D.- Mercenarios de DIOS’ motto is ‘Yours is yours by your own right: Mine, I shared it. (Go with God)’. How was this ‘Mercenary Code’ originated? We think that it has something to do with Captain Misson, founder of Libertatia…
A.- Basically it’s the way it says, we don’t earn any money with the magazine, we decided to do what we like and share it for free but everybody should have the credit by his/her work. I think our Director can tell you better about it
P.- Captain Misson was an idealist, we could say he was the first pirate in which the ones of the Romanticism are based. When we chose the name Mercenarios de DIOS, apparently it sounded kind of contradictory -the same as God and Liberty could sound contradictory- and it was the motto of Misson and his pirates. Most of the times, when people work together the one who is highlighted is the one who leads them and many forget that it is a team work; giving what everyone deserves, recognizing the work each one makes we want to make clear that here’s no room for ego. What I see and what I do is shared and anyone who cannot understand this can always go in peace.
D.- We are aware that Mercenarios de DIOS has always been open to both national and international collaborations, including media such as The Gatehouse. Some members of the collective have an active participation in the Steampunk scene of other countries (specially Spanish-speaking countries) and some Spanish Steampunkers collaborate with Mercenarios de DIOS at present. In fact the collective is trying to expand overseas with the ‘XIII Legión’, a matching iniciative in Spain. Which are the plans of Mercenarios de DIOS for this new year?
A.- The very first one is to keep on working. Continuing to publish El Investigador every month like we’ve been doing since the beginning. Developing projects such as Radio Metronomik and El Investigador International, which has become the publication of revised version of the regular magazine exclusive for the anglo world with new information and not only remakes. Also trying to make our part to publish Acronos and other literature works, as well as releasing some other projects that have nothing to do with retrofuturisms.
P.- We’ve been working during December, traveling around our country, going to conventions to make people know a little more about Steampunk. At the middle of the year we will probably attend a conference about retrofuturism at an important convention in Guadalajara, Mexico. We are also thinking on traveling to South America, but first we need time and to talk to some people. Of course we would love to be in the next EuroSteamCon. We’ll be promoting El Santo Taller (Holly Workshop in English) as well, which is the place that makes props as guns and accessories. So it will be a very busy year.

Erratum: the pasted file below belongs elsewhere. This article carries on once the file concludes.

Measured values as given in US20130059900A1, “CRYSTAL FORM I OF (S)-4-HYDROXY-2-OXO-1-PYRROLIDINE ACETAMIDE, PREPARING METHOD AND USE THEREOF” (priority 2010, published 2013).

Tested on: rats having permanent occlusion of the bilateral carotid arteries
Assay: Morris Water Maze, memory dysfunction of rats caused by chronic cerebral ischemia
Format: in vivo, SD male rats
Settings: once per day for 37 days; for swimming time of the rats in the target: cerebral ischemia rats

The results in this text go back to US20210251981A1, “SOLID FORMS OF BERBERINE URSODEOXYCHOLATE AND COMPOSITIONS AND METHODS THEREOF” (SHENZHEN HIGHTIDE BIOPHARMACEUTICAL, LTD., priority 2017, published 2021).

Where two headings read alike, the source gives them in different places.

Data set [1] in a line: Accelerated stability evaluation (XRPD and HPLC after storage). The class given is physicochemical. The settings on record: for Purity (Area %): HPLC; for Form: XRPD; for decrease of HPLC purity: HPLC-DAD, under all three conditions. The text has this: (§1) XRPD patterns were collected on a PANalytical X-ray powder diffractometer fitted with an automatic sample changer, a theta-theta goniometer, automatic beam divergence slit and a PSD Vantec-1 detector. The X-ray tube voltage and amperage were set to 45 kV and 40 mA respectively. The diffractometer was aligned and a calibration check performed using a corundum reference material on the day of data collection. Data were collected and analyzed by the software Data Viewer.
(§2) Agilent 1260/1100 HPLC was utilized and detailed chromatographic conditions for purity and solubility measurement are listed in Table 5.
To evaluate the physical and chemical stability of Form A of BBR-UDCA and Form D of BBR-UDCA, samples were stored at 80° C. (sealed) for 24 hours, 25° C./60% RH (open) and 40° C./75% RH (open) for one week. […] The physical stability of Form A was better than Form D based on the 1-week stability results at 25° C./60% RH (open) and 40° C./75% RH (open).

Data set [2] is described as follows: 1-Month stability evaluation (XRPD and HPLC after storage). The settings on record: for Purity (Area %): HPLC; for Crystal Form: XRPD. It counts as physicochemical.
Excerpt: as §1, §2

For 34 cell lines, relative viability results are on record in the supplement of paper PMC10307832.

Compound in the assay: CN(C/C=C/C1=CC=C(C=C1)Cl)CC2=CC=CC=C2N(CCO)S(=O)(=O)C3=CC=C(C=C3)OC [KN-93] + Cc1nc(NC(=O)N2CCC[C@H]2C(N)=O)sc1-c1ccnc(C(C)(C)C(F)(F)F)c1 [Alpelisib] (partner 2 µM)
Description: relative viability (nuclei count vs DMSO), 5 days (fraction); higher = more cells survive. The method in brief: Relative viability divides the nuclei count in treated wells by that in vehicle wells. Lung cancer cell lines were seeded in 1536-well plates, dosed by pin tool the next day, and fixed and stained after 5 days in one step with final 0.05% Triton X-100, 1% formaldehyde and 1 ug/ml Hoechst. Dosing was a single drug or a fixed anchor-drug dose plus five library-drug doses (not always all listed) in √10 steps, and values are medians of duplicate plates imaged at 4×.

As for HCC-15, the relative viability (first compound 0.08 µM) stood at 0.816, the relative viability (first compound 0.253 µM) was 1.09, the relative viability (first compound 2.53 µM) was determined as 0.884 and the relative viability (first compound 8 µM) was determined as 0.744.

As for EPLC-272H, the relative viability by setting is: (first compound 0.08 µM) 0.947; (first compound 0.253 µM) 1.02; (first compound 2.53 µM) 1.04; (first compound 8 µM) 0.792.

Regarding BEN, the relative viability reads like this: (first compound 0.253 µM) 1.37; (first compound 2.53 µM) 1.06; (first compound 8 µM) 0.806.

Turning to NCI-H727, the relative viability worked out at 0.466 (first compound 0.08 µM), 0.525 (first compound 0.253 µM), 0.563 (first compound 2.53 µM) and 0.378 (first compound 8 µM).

D.- One of the results of this contributions is the Steampunk Anthology series ‘Planes B’, an idea of Josué Ramos and Paulo that has become a reality (and with Jeff VanderMeer as guest of Volume 1). We had the opportunity to attend to its official presentation at EuroSteam Con in September 2012, but many Steampunkers have not been so lucky… what can the Steampunk community expect from ‘Planes B’?
A.- I was lucky to design the layout of the book and even though it has short stories that I had already read for Acronos, I enjoyed reading them one more time. Of course these are stories worth reading, with good illustrations and layout. In order to give it a plus I made some details to move when passing the pages. Another curious detail is that the complete design was made by women: illustrations by Tamarindo Conde from Spain and Karina Contreras from Mexico, the picture of the cover was taken by Alexandra Galeano and the model is Vito, both from Argentina, and as I already said, I put everything together in the design of layout. Maybe it is bad for me to say but I think it is a very worthy book.
P.- Planes B is a big opportunity for writers who are not very well known in the Steampunk community. This way they can reach new readers and, at the same time, readers enjoy stories of the genre. I think it’s an excellent initiative magnificently leaded by Josué Ramos and Simón Bellido. It’s a great work that involved people from three different countries and it is worth to take a look for its literary and graphic quality.